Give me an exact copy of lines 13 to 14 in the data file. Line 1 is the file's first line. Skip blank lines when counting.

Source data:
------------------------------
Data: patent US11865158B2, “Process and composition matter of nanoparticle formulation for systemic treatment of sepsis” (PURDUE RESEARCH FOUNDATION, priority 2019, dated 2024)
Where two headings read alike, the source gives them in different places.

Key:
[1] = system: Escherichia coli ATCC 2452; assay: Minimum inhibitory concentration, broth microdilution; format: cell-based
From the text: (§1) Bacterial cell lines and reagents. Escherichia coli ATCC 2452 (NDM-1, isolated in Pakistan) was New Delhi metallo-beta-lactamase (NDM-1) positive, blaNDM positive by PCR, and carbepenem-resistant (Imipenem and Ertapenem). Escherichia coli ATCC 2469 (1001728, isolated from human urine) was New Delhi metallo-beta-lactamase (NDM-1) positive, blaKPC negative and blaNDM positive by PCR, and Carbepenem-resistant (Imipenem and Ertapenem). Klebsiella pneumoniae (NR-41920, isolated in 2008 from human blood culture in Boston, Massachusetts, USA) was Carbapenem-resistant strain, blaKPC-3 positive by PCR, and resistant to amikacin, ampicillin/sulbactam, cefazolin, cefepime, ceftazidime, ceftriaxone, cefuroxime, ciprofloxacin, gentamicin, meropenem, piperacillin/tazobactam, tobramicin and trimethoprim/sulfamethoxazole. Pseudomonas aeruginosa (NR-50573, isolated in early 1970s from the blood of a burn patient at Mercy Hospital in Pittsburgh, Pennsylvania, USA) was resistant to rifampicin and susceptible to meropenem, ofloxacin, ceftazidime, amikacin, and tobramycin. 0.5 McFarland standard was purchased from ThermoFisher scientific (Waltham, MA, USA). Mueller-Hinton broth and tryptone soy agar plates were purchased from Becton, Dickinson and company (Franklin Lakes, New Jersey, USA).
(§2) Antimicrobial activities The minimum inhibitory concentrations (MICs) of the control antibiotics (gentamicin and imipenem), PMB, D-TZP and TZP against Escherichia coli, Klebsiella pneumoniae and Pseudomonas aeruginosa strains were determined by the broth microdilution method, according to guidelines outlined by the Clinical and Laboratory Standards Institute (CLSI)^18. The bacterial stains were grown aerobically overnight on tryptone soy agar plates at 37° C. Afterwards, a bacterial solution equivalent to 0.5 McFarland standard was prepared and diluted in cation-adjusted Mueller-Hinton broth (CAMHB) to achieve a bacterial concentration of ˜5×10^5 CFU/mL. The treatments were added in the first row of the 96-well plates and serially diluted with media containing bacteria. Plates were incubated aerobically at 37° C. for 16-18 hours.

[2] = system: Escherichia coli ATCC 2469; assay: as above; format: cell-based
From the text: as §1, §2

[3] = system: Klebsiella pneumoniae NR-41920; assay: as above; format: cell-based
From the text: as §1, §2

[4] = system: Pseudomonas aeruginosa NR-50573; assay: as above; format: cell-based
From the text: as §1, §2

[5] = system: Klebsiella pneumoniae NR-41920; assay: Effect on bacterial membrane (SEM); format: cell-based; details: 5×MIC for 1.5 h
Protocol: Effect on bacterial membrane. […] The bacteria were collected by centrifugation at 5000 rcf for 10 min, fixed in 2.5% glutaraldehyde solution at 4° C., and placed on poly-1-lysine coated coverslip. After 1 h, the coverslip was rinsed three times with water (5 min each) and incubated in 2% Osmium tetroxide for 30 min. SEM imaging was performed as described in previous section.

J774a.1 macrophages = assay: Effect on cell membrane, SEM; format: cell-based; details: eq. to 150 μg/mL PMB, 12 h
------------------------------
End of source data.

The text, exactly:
[5] = system: Klebsiella pneumoniae NR-41920; assay: Effect on bacterial membrane (SEM); format: cell-based; details: 5×MIC for 1.5 h
Protocol: Effect on bacterial membrane. […] The bacteria were collected by centrifugation at 5000 rcf for 10 min, fixed in 2.5% glutaraldehyde solution at 4° C., and placed on poly-1-lysine coated coverslip. After 1 h, the coverslip was rinsed three times with water (5 min each) and incubated in 2% Osmium tetroxide for 30 min. SEM imaging was performed as described in previous section.